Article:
STEFAN HAUSER, DENIS BUNGU, JEAN PIERRE KABONGO, TONY BAKELANA, MBUTA KUHUMA MWANGU, ROBERT MUKENDI
International Institute of Tropical Agriculture (IITA), Nigeria
University of Kinshasa, Crop Science, DR Congo
INERA DR Congo, DR Congo
Maize and cassava are the major food crops in DR Congo. Intercropping is a common practice, yet has not received sufficient research attention to establish if there are compatibility issues between varieties of the two species. Since the arrival of the cassava mosaic (CMD) pandemic cassava varieties have been changed to CMD resistant ones. The Congolese national system has continued breeding maize and released several new varieties. Thus little is known about these varieties' ability to synergistically intercrop. This study investigates three maize (Mus, short straw yellow grain 90 to 100 days to maturity (DTM); QPM1 a high protein quality variety, short straw, white grain 90-110 DTM; and QPM3 a high protein quality variety, short straw, white grain, stay green 90-100 DTM) and three cassava varieties, RAV a first generation CMD tolerant, branching variety; Lueki, a later developed CMD resistant branching variety; Obama, a CDM resistant, erect, non-branching variety intercropped and mono"=cropped with and without fertiliser in 6 sites across DR Congo. Three sites were on sandy grassland soil, 2 on sandy soils after bush and tree fallow and 1 on valley bottom clay soil dominated by Pennisetum purpureum. Here only maize yields are reported. Maize yields were significantly different between all sites. Monocrop maize yielded more (1.7 Mg ha) than when intercropped with Obama and Lueki (1.4 Mg ha) yet not when intercropped with RAV (1.6 Mg ha). However, maize yield had a sitecassava interaction: in three savannah sites on sand soil no differences between maize varieties was found, in a site on clay the monocrop maize out/yielded all intercropped treatments by 1 Mg ha; on 2 sites established after bush or tree fallow the maize yielded highest when intercropped with cassava variety RAV. Across sites the maize yields did not differ between maize varieties. Fertiliser application increased yield by 50% from 1.2 to 1.8 Mg ha. Fertiliser response was site dependent, ranging from 0.38 to 0.85 Mg ha and from 30-260%. Highest yields were attained on sand soil after tree fallow reaching 5 Mg ha.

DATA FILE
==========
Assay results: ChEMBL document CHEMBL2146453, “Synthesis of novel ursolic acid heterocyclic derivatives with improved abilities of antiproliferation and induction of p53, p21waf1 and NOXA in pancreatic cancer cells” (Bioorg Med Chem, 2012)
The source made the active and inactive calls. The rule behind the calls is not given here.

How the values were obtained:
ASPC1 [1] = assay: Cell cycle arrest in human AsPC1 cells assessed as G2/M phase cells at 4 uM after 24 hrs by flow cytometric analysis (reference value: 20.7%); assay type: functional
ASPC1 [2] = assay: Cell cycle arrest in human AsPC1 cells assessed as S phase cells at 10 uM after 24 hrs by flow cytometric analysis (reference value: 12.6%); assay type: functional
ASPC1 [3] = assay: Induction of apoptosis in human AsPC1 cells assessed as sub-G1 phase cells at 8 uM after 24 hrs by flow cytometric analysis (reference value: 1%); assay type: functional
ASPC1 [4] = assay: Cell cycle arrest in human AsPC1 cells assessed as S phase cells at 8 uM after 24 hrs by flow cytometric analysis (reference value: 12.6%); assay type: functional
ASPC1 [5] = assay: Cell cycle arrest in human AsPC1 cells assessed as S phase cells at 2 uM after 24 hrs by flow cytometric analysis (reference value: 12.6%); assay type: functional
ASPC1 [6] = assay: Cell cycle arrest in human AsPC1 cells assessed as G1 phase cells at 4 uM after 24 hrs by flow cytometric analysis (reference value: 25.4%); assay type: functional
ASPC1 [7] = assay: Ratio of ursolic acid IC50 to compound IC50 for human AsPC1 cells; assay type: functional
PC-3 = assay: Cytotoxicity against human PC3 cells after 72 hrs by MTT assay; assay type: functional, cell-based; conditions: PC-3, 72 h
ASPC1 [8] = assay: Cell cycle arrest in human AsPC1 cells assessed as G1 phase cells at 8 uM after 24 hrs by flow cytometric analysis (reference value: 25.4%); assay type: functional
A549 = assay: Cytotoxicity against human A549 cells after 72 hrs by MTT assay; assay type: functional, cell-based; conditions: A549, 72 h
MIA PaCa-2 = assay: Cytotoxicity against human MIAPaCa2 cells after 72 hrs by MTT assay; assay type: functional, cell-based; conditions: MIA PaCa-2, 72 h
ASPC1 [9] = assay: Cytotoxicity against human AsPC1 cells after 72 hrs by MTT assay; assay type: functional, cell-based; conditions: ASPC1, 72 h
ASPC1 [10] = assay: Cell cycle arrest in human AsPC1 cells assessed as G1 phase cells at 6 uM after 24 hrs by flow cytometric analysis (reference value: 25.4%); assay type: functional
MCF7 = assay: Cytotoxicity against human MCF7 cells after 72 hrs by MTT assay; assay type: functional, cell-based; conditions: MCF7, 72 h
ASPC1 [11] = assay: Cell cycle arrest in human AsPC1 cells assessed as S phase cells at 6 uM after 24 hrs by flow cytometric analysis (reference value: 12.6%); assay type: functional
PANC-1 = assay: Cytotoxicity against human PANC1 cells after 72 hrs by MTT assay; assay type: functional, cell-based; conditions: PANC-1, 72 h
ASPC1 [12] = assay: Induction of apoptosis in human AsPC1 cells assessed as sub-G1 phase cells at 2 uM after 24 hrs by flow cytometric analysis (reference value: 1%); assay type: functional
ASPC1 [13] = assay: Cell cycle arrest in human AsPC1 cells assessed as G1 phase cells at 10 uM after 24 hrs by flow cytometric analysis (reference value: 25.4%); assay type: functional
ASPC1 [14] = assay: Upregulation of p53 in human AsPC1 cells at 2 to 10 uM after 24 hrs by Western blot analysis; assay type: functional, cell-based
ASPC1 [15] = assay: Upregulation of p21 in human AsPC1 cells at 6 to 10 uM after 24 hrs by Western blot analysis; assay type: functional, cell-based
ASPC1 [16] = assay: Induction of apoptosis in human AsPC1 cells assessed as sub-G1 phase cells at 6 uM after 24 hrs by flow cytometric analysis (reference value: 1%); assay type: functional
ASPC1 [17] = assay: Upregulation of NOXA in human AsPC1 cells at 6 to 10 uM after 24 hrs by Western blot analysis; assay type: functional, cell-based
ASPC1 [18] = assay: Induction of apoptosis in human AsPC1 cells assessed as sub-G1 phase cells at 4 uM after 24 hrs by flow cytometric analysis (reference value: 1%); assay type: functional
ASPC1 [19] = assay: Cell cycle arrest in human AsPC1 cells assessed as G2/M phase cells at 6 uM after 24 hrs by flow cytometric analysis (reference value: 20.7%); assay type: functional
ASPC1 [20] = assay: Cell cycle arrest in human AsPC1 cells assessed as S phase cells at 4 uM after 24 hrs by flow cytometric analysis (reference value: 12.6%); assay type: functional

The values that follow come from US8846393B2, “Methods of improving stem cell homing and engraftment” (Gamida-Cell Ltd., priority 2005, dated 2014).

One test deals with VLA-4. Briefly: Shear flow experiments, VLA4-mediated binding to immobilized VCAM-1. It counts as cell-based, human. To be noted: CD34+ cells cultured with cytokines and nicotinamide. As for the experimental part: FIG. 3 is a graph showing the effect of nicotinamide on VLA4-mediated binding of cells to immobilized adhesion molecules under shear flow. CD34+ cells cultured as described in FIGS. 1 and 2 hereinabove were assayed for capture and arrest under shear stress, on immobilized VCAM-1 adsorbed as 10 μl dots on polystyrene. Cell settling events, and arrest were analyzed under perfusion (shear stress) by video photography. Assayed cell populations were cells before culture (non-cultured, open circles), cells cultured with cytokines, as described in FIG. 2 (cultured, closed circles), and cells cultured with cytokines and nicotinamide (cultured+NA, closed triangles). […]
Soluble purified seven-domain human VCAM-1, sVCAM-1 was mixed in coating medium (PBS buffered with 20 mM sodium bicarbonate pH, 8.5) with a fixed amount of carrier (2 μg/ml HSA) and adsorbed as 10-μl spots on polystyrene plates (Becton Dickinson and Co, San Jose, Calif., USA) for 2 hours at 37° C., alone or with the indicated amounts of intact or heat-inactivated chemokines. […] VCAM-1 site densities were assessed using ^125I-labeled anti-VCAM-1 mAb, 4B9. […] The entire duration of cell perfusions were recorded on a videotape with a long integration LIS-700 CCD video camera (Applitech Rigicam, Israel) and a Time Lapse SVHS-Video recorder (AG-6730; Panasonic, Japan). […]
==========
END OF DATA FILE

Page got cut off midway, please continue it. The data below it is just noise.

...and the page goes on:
Keywords: Cassava, fertiliser, intercrop, maize